Air pollution accumulate deposits in the arteries which may lead to heart diseaseMay 28, 2016 17:50
Air pollution is one of the leading causes of death and it comes as no surprise that it raises the risk of heart diseases especially worsening the risk factors, in diabetics.
A recent decade-long study following the lives of over 6,000 US residents has shed some new light on the subject, revealing the way that people living in areas with “higher” levels of outdoor air pollution “accumulate deposits in the arteries that supply the heart faster than with the people living in less polluted areas.”
“The study provides important new information on how pollution affects the main biological process that leads to heart disease,” commented Dr Joel Kaufman, who directs MESA Air and is the lead author of the published paper. “The evidence supports worldwide efforts to reduce exposures to ambient air pollutants.”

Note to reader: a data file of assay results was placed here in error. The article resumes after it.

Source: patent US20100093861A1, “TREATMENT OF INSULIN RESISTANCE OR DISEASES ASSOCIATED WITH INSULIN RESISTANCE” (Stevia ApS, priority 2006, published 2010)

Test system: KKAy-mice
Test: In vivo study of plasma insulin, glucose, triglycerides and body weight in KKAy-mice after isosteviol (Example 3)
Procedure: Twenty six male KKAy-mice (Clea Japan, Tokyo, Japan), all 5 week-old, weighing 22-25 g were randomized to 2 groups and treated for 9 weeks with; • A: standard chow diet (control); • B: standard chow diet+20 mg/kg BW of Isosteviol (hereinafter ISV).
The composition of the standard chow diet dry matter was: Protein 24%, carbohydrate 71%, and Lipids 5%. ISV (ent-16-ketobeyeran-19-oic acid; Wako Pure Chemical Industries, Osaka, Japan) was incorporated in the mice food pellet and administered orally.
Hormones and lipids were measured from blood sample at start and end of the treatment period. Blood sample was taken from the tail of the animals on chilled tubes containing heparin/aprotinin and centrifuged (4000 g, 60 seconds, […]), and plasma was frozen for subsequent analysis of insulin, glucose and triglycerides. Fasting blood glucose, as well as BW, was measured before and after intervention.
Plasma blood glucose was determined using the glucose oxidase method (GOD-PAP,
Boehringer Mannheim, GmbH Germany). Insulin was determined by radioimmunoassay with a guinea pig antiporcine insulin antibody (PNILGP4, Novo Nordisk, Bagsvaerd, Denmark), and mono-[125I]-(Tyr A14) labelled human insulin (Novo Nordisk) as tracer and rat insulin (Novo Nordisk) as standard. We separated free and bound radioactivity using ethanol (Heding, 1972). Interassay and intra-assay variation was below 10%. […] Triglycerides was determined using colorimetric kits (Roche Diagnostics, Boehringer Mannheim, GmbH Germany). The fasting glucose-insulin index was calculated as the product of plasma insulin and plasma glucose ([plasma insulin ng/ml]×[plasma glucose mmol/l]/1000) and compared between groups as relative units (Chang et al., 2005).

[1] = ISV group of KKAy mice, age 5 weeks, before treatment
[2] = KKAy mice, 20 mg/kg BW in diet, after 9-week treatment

“This was the most in-depth study of air pollution exposures ever applied to a large study group specifically designed to examine influences on cardiovascular health.”
“The effects were seen even in the United States where efforts to reduce exposure have been notably successful, compared with many other parts of the world,” Kaufman continued.
“Exposures were low when compared to US ambient air quality standards, which permit an annual average PM2.5 concentration of 12 µg/m3. The participants in this MESA-Air study experienced concentrations between 9.2 and 22.6 µg/m3.”
“We found an association between air pollution exposure in the intermediate term and undesirable changes in cholesterol,” said study first author Maayan Yitshak Sade, of Ben-Gurion University and Soroka University Medical Centre in Israel.
“This suggests that cumulative exposure to air pollution over the course of a lifetime could lead to elevated risk of cardiovascular disease,” Sade added.
“While air pollution is linked with relatively small changes in cardiometabolic risk factors, the continuous nature of exposure and the number of people affected gives us cause for concern,” said senior study author Dr Victor Novack, also of Soroka University Medical Centre and Ben-Gurion University.